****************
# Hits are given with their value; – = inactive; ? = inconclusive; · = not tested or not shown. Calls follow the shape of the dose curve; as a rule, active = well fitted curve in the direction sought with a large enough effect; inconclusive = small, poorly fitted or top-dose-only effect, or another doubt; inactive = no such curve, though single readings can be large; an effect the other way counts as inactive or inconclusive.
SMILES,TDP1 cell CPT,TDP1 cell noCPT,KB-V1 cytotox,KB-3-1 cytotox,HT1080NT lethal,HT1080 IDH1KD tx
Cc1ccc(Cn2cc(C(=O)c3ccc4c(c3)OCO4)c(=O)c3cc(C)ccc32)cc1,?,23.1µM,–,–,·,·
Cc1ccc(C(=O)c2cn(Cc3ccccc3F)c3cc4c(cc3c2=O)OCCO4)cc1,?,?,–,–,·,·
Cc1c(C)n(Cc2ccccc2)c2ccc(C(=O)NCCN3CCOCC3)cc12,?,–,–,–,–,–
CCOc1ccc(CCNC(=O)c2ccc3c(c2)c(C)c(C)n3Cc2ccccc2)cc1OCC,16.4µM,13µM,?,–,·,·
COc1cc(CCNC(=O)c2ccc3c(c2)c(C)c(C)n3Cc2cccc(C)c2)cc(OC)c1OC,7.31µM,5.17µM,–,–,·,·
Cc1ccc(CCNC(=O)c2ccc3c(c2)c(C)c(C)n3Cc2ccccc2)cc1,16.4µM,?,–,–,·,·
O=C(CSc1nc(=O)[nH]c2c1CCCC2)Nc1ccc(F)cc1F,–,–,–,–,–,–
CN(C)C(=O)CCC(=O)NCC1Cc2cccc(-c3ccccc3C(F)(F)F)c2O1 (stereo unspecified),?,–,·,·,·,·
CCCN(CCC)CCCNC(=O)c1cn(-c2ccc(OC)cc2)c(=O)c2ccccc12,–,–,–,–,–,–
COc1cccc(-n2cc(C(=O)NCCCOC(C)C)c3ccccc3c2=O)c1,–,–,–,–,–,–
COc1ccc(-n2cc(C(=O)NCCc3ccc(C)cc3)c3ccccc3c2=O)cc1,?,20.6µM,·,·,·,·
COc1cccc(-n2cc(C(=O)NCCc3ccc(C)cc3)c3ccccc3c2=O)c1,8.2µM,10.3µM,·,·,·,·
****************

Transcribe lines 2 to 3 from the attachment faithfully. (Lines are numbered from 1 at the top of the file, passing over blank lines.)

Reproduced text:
SMILES,TDP1 cell CPT,TDP1 cell noCPT,KB-V1 cytotox,KB-3-1 cytotox,HT1080NT lethal,HT1080 IDH1KD tx
Cc1ccc(Cn2cc(C(=O)c3ccc4c(c3)OCO4)c(=O)c3cc(C)ccc32)cc1,?,23.1µM,–,–,·,·